Study: Half of Southeast Asians Clicking on Mobile Ad Did It By Accident

“Just under half of people surveyed in five Southeast Asian countries (Indonesia, Malaysia, Philippines, Thailand, and Vietnam) who said they have clicked on or read a mobile ad in the past month say they did so by mistake,” Mumbrella recently reported. Ouch. Apparently, a study by Omnicom Media Group (the parent group of media agencies …   Read More

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Study Half of Southeast Asians Clicking on Mobile Ad Did It By Accident“Just under half of people surveyed in five Southeast Asian countries (Indonesia, Malaysia, Philippines, Thailand, and Vietnam) who said they have clicked on or read a mobile ad in the past month say they did so by mistake,” Mumbrella recently reported.

Ouch.

Apparently, a study by Omnicom Media Group (the parent group of media agencies OMD and PHD) and research firm Epinion revealed that though 77 percent of survey respondents admitted they’ve engaged with a mobile ad, 48 percent “said they were unintentional clicks.”

“However, respondents said they don’t mind ads on the whole, as long as they get something in return; 60 percent said they prefer entertaining ads or those that reward for watching,” notes Mumbrella .

The polling showed that respondents said they rely on their phones to ease boredom, but it’s not all about entertainment. Those polled expressed a desire for content with functional and practical value, including self-improvement tips (43 percent), motivational or inspirational quotes (30 percent) and recipes (27 percent).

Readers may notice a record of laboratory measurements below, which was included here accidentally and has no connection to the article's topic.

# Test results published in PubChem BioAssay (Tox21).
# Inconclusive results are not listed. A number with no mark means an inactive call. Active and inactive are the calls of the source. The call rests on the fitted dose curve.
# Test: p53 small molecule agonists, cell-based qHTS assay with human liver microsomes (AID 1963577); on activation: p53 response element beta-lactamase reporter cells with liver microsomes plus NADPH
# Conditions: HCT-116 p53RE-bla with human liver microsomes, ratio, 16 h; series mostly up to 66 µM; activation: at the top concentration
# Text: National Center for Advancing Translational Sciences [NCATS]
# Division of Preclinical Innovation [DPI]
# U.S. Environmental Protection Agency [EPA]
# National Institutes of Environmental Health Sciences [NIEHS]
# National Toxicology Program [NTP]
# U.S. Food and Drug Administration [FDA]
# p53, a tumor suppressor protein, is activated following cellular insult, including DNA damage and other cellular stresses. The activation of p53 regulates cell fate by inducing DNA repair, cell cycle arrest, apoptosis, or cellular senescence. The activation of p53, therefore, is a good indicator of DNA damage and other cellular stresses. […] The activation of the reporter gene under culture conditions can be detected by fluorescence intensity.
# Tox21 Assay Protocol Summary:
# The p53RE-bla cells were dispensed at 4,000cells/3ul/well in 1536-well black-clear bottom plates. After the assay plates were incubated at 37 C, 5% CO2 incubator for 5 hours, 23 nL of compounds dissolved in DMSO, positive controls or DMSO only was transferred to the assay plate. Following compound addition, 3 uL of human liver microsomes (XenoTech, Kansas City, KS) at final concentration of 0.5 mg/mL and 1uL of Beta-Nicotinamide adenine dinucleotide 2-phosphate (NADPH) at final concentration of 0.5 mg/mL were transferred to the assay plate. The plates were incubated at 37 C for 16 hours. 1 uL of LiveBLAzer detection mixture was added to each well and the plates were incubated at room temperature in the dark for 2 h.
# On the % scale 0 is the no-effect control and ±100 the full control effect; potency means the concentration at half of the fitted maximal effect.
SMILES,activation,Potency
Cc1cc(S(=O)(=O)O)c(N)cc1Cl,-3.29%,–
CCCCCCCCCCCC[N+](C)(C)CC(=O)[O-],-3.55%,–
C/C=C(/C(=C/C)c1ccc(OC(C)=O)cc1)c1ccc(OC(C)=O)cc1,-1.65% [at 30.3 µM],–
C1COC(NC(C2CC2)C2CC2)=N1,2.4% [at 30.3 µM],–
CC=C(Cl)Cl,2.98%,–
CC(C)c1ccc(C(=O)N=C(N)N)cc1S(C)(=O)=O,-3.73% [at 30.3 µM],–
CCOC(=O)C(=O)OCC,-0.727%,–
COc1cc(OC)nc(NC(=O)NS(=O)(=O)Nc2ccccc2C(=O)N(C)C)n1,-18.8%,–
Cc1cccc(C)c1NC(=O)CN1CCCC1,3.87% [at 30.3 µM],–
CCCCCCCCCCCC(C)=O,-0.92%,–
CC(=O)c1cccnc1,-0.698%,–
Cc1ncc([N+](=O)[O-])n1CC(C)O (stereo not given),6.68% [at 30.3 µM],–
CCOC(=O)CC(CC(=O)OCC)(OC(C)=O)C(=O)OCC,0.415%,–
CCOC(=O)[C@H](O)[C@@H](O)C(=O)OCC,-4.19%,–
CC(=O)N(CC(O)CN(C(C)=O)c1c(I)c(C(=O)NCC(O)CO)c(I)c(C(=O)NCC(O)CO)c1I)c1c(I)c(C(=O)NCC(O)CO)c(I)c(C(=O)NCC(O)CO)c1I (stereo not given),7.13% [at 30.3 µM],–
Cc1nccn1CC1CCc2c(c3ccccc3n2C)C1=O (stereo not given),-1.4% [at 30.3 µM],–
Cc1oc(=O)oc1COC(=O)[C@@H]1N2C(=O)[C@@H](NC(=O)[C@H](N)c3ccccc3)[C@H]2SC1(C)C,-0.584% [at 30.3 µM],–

Interestingly, email was isolated as the most effective ad channel on mobiles, beating Facebook newsfeed content, animated content, or video ads.

“Fully 60 per cent of respondents said they use their smartphones while watching TV,” reports Mumbrella. “This behavior is more pronounced in Thailand (66 percent) and among younger people aged 15 to 24 (63 percent).”

According to Guy Hearn, chief innovation officer of Omnicom Media Group, acknowledged that mobile advertising is critical for today’s marketers, but that “many of us have no clear idea how to capitalize on it.”

“One of the reasons is that while there is a lot of data available on consumers’ mobile usage, data on mobile advertising is still limited,” he said.

Thue Quist Thomasen, head of group sales and marketing at Epinion, advises brands to consider more seriously marketing that is useful to mobile users.

“There is a huge opportunity for brands to enhance the utility and functionality of their campaigns by leveraging mobile advertising as consumers have gone beyond using the mobile phone as a means of entertainment and communication,” Thomasen explained. “Brands should move away from the fixation of content equates entertainment or information, and reconsider or redefine what does content mean to consumers from the perspective of utilization.”

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